• For example, with notation according to the figure: \[\begin{aligned} \hat{u}(0) &= (u^-+u_0)/2\text{\ \ and\ \ }\hat{u}(h) = (u_3+u^+)/2 \\ \hat{\sigma}(0) &= (\sigma^-+\sigma_0)/2\text{\ \ and\ \ }\hat{\sigma}(h) = (\sigma_3+\sigma^+)/2 \end{aligned}\]

  • Simple, intuitive (no preference to direction in equation)

  • However, unstable and non-compact stencil

Interior Penalty (IP)

  • In the interior penalty method, we set \[\begin{aligned} \hat{u}&=\{ u_h \} \\ \hat{\sigma} &= \{ \nabla u_h \} + C_{11} \left[\left[\right.\right.u_h \left.\left.\right]\right] \end{aligned}\]

  • for some \(C_{11}>0\), where \(\{\cdot\}\) is the averaging operator and \(\left[\left[\right.\right.\cdot \left.\left.\right]\right]\) is the jump operator


  • For example, with notation according to the figure: \[\begin{aligned} \hat{u}(0) &= (u^-+u_0)/2\text{\ \ and\ \ }\hat{u}(h) = (u_3+u^+)/2 \\ \hat{\sigma}(0) &= (\left.u_h'\right|_{x=0^-} + \left.u_h'\right|_{x=0^+})/2 + C_{11} (u^- - u_0) \\ \hat{\sigma}(h) &= (\left.u_h'\right|_{x=h^-} + \left.u_h'\right|_{x=h^+})/2 + C_{11} (u_3-u^+) \end{aligned}\]

  • Convergent with optimal order of accuracy

  • However, \(C_{11}\) is problem dependent, introduces stiffness

The Local Discontinuous Galerkin (LDG) Method

  • In the LDG method, we set \[\begin{aligned} \hat{u}&=\{ u_h \} + C_{12} \left[\left[\right.\right.u_h \left.\left.\right]\right]\\ \hat{\sigma} &= \{ \sigma_h \} + C_{11} \left[\left[\right.\right.u_h \left.\left.\right]\right]-C_{12} \left[\left[\right.\right.\sigma_h \left.\left.\right]\right] \end{aligned}\]


  • For the special cases \(C_{11}=0\) (minimal dissipation LDG) and \(C_{12}=1/2\) we get a simple upwind/downwind structure

  • For example, with notation according to the figure: \[\begin{aligned} \hat{u}(0) &= u_0 \text{\ \ and\ \ }\hat{u}(h) = u^+ \\ \hat{\sigma}(0) &= \sigma^- \text{\ \ and\ \ }\hat{\sigma}(h) = \sigma_3 \end{aligned}\]

  • Simple and general

  • Convergent with optimal order of accuracy

  • However, in general a non-compact stencil in higher dimensions

Higher Space Dimensions – Unified Framework

Higher Space Dimensions

  • From Arnold, Brezzi, Cockburn, Marini (2002)

  • Model problem: \[\begin{aligned} - \Delta u = f \quad \text{in }\Omega, \qquad u=0\quad\text{on }\partial\Omega \end{aligned}\]

  • Rewrite as first-order system \[\begin{aligned} \sigma=\nabla u, \quad -\nabla\cdot\sigma = f\quad\text{in }\Omega, \quad u=0\quad\text{on }\partial\Omega \end{aligned}\]

  • Multiply by test functions \(\tau,v\), integrate over element \(K\), integrate by parts \(\Rightarrow\) weak formulation: \[\begin{aligned} \int_K \sigma\cdot\tau\,dx &= -\int_K u \nabla\cdot\tau\,dx + \int_{\partial K} u\, n_K\cdot\tau\,ds \\ \int_K \sigma\cdot\nabla v\,dx &= \int_K f\,v\,dx + \int_{\partial K} \sigma\cdot n_K\,v\,ds \end{aligned}\]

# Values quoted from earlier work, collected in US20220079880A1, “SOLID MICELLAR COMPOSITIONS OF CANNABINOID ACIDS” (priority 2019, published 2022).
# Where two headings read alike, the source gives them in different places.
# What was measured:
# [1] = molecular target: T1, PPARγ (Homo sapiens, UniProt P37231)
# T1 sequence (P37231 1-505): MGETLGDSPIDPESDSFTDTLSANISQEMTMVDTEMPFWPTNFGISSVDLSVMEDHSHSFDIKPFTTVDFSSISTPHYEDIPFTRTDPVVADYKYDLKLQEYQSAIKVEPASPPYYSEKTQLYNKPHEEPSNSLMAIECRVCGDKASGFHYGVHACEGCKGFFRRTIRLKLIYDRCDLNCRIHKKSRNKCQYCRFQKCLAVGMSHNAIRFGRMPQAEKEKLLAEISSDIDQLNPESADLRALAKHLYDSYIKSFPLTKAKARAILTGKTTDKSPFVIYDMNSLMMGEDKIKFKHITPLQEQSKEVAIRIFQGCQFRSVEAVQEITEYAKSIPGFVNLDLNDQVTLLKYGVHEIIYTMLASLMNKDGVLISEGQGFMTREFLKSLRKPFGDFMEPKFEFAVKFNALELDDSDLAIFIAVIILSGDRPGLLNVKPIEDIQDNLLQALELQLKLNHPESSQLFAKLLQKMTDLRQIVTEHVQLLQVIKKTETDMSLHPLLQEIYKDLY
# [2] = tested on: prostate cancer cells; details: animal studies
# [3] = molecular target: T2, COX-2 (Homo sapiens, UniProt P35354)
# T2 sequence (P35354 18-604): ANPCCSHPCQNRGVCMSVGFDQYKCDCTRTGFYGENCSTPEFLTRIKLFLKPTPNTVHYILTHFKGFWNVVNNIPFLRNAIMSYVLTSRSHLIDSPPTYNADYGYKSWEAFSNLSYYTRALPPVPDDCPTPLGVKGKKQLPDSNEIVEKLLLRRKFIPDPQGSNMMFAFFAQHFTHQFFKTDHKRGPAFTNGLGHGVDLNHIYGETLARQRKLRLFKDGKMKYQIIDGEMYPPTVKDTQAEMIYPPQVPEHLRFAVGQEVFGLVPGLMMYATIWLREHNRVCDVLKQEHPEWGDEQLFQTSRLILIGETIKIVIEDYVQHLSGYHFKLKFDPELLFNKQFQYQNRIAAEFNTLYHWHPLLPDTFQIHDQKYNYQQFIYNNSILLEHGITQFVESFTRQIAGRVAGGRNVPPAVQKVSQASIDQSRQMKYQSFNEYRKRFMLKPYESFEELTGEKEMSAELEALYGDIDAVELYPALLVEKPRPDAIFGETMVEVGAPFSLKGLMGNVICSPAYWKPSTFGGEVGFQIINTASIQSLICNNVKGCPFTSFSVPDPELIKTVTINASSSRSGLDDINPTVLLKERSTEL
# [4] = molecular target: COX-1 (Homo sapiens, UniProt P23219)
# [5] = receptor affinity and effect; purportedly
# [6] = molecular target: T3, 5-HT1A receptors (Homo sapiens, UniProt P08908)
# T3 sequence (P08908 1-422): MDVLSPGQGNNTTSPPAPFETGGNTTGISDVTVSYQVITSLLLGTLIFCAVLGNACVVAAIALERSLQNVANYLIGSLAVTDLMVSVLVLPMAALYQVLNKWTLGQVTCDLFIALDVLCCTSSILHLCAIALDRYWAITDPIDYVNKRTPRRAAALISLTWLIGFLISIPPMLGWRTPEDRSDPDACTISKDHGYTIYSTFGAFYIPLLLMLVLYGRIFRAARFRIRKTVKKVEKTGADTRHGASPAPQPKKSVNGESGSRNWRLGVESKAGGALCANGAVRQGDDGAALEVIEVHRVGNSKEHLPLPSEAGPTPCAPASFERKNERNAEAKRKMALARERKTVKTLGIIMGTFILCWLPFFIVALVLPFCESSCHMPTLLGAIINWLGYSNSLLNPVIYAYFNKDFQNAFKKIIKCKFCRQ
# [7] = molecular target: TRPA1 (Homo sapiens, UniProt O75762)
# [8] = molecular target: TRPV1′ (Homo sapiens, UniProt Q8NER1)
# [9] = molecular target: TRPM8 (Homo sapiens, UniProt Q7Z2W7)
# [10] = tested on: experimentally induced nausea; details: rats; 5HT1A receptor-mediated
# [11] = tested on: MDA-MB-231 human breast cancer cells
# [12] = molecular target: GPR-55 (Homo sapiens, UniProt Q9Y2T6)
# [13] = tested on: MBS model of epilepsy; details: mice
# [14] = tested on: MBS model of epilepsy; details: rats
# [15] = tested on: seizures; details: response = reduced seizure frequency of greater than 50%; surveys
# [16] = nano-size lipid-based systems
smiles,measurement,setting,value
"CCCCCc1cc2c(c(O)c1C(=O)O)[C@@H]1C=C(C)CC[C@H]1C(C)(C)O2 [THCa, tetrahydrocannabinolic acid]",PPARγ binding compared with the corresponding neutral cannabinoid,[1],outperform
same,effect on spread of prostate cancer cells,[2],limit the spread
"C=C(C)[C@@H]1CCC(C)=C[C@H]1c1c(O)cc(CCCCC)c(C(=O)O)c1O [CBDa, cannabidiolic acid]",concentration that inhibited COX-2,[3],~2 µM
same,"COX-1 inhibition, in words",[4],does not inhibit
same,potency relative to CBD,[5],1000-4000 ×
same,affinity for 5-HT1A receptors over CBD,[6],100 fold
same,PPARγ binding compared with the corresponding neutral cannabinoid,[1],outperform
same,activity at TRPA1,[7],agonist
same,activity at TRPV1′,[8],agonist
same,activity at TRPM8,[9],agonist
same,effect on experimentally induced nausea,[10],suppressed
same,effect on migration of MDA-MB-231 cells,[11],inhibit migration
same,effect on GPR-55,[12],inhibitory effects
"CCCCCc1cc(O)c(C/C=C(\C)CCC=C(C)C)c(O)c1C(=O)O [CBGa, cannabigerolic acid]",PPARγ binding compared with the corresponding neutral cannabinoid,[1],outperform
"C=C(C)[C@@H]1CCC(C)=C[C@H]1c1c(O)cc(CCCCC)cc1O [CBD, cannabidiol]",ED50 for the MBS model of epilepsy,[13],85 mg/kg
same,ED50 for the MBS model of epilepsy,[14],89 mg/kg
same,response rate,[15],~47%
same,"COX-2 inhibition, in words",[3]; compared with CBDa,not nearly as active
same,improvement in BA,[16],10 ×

Higher Space Dimensions

  • Introduce finite element spaces for triangulation \(\mathcal{T}_h=\{K\}\): \[\begin{aligned} V_h & := \{ v\in L^2(\Omega) : v|_K \in \mathcal{P}_p(K)\quad \forall K\in\mathcal{T}_h\ \} \\ \Sigma_h & := \{ \tau \in [L^2(\Omega)]^2 : \tau|_K \in [\mathcal{P}_p(K)]^2\quad\forall K\in\mathcal{T}_h\ \} \end{aligned}\]

  • The flux formulation: Find \(u_h\in V_h\) and \(\sigma_h \in \Sigma_h\) s.t. \[\begin{aligned} \int_K \sigma_h\cdot\tau\,dx &= -\int_K u_h \nabla\cdot\tau\,dx + \int_{\partial K} \hat{u}_K\,n_K\cdot\tau\,ds, && \forall\tau\in[\mathcal{P}_p(K)]^2 \\ \int_K \sigma_h\cdot\nabla v\,dx &= \int_K f\,v\,dx + \int_{\partial K} \hat{\sigma}_K\cdot n_K \,v\,ds, && \forall v\in \mathcal{P}_p(K) \end{aligned}\] for all elements \(K\in\mathcal{T}_h\)

  • Need to define the numerical fluxes \(\hat{u}_K\) and \(\hat{\sigma}_K\)

Higher Space Dimensions

  • Denote the union of the element edges \(\Gamma\), the interior edges \(\Gamma^0 := \Gamma \backslash \partial \Omega\), and the trace space \(T(\Gamma) := \prod_{K\in\mathcal{T}_{h}}\ L^2(\partial K)\)

  • For an interior edge \(e\), with unit normal vectors \(n_1,n_2\) define the jump and average of \(q\in T(\Gamma)\) by \[\begin{aligned} \{q\} = \frac12 (q_1+q_2) ,\quad \left[\left[\right.\right.q \left.\left.\right]\right]= q_1n_1+q_2n_2 \end{aligned}\] and for \(\sigma\in[T(\Gamma)]^2\) by \[\begin{aligned} \{\sigma\} = \frac12 (q_1+q_2) ,\quad \left[\left[\right.\right.\sigma \left.\left.\right]\right]= \sigma_1\cdot n_1+\sigma_2\cdot n_2 \end{aligned}\]

  • For boundary edges, set \[\begin{aligned} \left[\left[\right.\right.q \left.\left.\right]\right]= qn,\quad \{\sigma\} = \sigma \end{aligned}\]